On Friday, Oct. 2, several members of the Beta Theta Pi (Beta) fraternity hosted a large party at the privately owned Beta Temple, leading to the organization’s interim suspension. This suspension comes amid general concerns about on-campus parties that violate COVID-19 protocols.
President of Beta Theta Pi Michael Picone ’21 said that about 30 people were present at the peak of the event, though Vice President for Student Affairs Meredith Harper Bonham ’92 suggested there were more. “The estimates from the Campus Safety report were somewhere around 50 to 60,” she said.
Dean of Campus Life Laura Kane, who is handling the investigation, described the suspension as a pause intended to “ensure that anything like the reported information from the Beta Temple would not happen again.” It will remain in effect while the organization is under investigation.
Picone described the incident as a planned event which quickly got out of control. “The gathering was supposed to be a bonfire with just a small group that grew into something bigger unintentionally,” he wrote in an email to the Collegian. Picone also added that “members were wearing masks, especially when people who were not supposed to be there had shown up,” and that Beta members had tried to keep people from entering the building.
Speaking about the investigation process, Greek Council President James Loveland ’22 said that this was not necessarily a Beta-affiliated event, but rather an event hosted by a few members of the organization. “I expect that [the investigation] will go pretty quickly, just because it seems relatively straightforward,” he said.
In addition to undergoing the College’s Student Conduct process, the chapter was reported to their national fraternity organization, from which they could face additional consequences.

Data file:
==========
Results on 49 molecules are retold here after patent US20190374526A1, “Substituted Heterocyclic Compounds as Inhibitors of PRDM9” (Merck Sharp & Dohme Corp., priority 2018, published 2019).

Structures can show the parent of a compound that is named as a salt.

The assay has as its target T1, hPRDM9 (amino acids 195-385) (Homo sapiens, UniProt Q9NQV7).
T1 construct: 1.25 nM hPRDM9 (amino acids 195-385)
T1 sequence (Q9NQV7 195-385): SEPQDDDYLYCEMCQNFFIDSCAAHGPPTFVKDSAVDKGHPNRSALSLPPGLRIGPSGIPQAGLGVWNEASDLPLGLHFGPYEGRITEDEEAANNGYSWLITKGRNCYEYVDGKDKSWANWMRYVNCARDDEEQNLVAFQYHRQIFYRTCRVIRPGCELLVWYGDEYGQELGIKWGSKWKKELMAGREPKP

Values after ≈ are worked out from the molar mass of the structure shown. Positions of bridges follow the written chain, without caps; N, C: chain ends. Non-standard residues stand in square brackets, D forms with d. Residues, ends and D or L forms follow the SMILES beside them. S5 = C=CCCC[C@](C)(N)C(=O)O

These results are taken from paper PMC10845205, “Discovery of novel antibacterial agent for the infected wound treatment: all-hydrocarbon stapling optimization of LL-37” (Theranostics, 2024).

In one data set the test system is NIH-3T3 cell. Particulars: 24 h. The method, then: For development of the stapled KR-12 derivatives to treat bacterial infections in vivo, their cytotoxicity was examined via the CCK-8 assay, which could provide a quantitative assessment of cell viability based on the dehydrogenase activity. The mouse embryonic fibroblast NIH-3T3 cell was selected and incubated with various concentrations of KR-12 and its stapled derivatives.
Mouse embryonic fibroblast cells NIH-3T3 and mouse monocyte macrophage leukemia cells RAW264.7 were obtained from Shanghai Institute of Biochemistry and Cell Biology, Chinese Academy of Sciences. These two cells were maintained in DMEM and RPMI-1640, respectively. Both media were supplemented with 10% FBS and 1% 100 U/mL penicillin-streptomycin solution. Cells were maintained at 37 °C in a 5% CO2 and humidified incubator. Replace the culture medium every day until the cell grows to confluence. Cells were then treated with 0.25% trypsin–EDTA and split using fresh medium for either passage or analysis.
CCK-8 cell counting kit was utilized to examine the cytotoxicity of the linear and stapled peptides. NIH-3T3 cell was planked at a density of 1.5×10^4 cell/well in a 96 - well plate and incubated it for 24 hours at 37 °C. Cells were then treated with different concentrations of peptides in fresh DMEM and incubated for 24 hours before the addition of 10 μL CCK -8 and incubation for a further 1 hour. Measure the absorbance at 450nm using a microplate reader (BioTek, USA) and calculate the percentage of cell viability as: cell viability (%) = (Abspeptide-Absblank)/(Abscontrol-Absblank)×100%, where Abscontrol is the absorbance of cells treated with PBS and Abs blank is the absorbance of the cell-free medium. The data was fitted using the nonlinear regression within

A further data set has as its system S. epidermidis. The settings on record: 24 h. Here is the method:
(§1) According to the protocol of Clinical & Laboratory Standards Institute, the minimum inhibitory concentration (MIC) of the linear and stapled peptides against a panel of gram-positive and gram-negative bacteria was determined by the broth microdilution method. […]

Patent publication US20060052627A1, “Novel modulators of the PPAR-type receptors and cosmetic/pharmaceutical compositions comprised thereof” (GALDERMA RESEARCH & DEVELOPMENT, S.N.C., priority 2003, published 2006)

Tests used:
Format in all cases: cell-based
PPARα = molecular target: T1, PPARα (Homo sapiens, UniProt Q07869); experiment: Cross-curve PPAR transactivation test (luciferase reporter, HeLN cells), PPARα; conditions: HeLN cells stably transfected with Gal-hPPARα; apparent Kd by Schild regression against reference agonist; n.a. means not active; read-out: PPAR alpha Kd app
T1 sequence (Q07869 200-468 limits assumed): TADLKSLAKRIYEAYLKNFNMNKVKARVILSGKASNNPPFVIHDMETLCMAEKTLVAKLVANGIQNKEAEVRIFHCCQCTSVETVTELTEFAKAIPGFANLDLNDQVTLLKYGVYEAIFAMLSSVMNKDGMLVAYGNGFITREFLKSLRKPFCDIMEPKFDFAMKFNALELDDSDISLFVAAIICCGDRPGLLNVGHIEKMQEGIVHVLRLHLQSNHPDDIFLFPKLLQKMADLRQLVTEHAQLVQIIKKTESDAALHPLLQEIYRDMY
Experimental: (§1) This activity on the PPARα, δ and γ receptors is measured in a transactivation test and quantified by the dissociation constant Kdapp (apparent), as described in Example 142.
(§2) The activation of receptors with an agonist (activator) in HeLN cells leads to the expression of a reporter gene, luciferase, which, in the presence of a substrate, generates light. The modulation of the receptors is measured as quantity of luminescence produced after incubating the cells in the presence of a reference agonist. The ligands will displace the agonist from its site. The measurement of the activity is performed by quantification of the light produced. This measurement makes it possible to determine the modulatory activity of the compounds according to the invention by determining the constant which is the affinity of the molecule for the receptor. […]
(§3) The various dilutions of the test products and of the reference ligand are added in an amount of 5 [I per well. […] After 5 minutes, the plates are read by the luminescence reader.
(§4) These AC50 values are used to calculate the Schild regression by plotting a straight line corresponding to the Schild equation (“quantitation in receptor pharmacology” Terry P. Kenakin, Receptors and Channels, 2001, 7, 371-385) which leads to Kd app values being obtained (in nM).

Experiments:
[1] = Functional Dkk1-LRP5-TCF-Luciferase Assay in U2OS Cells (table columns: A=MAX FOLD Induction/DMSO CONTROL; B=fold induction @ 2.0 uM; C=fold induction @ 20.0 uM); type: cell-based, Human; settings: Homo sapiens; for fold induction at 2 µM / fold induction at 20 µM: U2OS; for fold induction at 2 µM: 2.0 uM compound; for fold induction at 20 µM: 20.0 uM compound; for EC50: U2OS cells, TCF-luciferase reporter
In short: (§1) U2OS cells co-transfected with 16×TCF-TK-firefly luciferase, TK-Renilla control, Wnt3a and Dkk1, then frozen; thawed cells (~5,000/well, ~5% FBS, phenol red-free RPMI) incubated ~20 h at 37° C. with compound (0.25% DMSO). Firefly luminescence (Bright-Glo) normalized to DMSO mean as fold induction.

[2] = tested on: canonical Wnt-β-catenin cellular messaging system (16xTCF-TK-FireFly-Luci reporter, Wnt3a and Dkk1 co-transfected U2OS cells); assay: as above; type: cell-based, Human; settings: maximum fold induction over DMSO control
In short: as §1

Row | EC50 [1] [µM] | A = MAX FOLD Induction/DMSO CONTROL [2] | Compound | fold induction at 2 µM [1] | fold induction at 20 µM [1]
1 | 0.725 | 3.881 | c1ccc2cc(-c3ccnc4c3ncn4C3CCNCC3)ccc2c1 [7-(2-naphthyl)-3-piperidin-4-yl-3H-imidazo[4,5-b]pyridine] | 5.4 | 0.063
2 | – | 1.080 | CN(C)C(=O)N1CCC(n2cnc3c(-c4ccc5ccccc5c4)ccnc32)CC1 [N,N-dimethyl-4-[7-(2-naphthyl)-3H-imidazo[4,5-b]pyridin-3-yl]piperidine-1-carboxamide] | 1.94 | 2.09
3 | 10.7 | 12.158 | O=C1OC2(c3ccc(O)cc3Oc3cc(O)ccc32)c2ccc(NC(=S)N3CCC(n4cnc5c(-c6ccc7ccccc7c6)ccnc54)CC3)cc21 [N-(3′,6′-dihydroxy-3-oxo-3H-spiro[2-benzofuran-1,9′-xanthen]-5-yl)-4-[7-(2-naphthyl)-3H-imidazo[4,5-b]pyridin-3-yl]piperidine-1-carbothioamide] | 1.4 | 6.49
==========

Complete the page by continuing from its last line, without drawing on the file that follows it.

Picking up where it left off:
Unfortunately, this gathering is not an unusual instance of partying on college campuses during a pandemic. Since late July, 130,000 positive COVID-19 cases have been traced to colleges, according to the New York Times, 42,000 of which were reported since September.
Although this case of partying among the Betas is not unique in comparison to other campuses, this is not the first time that the Betas in particular have been under scrutiny on Kenyon’s campus. In the 2019-20 academic year, the Betas were found to be non-compliant with the College’s Standards of Excellence for the third consecutive year, putting them at “Third year, Level One” noncompliance, which is the most severe category of noncompliance.
However, this is not the only large gathering reported to have occurred on campus; there have also been concerns about parties in Caples Residence Hall. One Caples resident, who was granted anonymity to protect their privacy, said that large parties have occurred almost every weekend. “[Campus Safety officers] write people up every [weekend] night,” they said, with some events containing “upwards of 45” people.
In response to these large student gatherings, the Department of Athletics has reinstated additional restrictions for sports teams. In an email sent to student-athletes, Director of Athletics Jill McCartney described what this process would look like. “Out of an abundance of caution and concern for the well-being of faculty, staff, and students, all of our athletics teams will need to remain or return to Phase 2 training for this week,” she wrote. Notably, Phase 2 will limit the size of group practices.
In addition to these changes, Bonham discussed new, safe ways in which students can gather and adhere to the social distancing guidelines laid out in the College’s Student Conduct Addendum. She acknowledged that students need to socialize, but suggested that they do so safely. “We really need students to come forward with their good ideas, and not engage in unsafe behaviors,” she said.